Anarchists in the Boardroom

I arrived at our meeting place, a small pub located in the posher end of East London. I was early and I ordered a pint of London Pride and slowly sipped it, waiting patiently. Then the door to the pub flew open, and in walked a slender, tall dude sporting a neat beard and a hat. I instinctively knew this was the man I’d been waiting to meet. None other than Liam Barrington-Bush, the man behind @hackofalltrades. We bought more beer and talked, and talked, and talked. Honestly I don’t recall the conversation in detail, but I know we spoke a lot about workplace culture – a subject that fascinates us both. Minutes passed like seconds and all too soon we parted company, agreeing to keep in touch.

Keep in touch we did, and last April he and I and a few others met up again to discuss Anarchists in the Boardroom. Liam is on a journey to help organisations be More Like People, a super catchy phrase and a great ambition. One of the ways Liam wants to help influence change is by writing and publishing a book titled Anarchists in the Boardroom, and the conversation last April was to help Liam with his thought process towards the book.

Here we are now in March 2013 and Liam’s written his book and kicked off an inspiring crowd funding experiment to help get it published. The campaign is off to a great start and has already reached its Tipping Point of $4050, so publication is ensured. But I’m keen to see Liam hit his full fund raising target of $7,700 so that he can deliver the project to an even higher standard. I encourage you to take a look at the crowd funding plans that Liam is coordinating and if you feel you can support him in any way I know he’d appreciate it.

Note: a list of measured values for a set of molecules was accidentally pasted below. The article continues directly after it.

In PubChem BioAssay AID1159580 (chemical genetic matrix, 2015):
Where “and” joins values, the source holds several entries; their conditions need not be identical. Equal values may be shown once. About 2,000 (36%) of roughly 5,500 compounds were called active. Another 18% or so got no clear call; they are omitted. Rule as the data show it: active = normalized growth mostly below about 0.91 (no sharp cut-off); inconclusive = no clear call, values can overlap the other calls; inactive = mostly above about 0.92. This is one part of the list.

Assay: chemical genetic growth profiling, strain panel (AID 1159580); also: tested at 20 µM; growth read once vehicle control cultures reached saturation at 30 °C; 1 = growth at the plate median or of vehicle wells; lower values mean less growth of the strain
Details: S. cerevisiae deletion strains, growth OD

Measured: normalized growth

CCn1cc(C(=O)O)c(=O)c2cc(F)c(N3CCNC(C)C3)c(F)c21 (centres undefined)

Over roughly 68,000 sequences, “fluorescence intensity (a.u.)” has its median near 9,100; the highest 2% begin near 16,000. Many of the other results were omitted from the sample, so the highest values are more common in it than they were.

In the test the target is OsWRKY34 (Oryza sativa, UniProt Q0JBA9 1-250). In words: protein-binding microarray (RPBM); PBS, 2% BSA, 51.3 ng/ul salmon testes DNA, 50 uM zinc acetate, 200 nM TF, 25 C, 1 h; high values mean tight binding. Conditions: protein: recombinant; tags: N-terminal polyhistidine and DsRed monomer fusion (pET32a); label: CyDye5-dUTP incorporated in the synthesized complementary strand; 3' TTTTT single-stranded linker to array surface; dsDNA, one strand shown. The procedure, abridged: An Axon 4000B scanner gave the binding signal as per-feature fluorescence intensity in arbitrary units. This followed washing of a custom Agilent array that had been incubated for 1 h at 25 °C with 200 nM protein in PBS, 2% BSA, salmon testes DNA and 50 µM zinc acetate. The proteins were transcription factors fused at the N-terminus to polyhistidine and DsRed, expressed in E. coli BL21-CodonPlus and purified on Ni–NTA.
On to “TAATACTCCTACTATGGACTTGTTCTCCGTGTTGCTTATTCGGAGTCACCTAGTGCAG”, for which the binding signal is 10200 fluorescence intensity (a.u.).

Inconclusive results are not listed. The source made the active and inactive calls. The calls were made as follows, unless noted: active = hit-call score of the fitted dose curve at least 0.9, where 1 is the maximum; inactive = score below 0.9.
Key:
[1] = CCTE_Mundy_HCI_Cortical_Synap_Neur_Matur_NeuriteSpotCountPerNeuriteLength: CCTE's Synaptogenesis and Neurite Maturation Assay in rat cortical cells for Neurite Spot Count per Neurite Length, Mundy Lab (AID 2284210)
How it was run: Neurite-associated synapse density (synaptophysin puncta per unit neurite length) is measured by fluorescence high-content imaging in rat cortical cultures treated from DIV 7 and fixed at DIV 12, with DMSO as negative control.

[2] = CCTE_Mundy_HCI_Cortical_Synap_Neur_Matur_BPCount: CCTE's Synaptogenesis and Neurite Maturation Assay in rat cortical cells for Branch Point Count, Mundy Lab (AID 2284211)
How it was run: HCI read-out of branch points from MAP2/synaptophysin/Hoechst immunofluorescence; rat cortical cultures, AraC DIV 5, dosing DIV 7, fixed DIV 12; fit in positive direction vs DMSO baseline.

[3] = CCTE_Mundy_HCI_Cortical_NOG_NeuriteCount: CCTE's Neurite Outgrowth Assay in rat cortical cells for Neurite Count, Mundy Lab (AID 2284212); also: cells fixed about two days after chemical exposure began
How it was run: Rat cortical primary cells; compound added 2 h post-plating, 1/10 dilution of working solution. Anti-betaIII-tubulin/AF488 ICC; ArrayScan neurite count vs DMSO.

Picture the scene: You’ve had an idea. It feels good. You take the idea to your boss and he says, ‘This is good, but….’ And proceeds to tell you a bunch of reasons why your idea is in fact, not good at all. We’ve all been there, and experienced that sinking feeling. The word but, and the consequences of but are disengaging.

Why is this on my mind?

Last week I spent an invigorating Friday afternoon coming up with a storm of creative ideas with Liam Barrington-Bush, aka @hackofalltrades. It was a little like being in a two piece band – one idea riffed to another. In these early stages everything goes into the pot and we’ll spend a few days tweaking notes here, adding a rest there. Refining and finessing the tune. Liam and I are alike enough that we can resonate, and unlike enough that we can still find room for dissonance and the occasional bum note in our thinking. It’s great fun.

At one point Liam stopped me. ‘Doug, you just swapped a but for an and, and you’ve done that several times today.’ We chatted about the more expansive, invitational nature of the and versus the but and concluded that tough though it is, and beats but.

The next time someone comes to you for guidance, don’t close them down with a but, open the possibilities with an and. It’s much more engaging, much more fun, much more useful.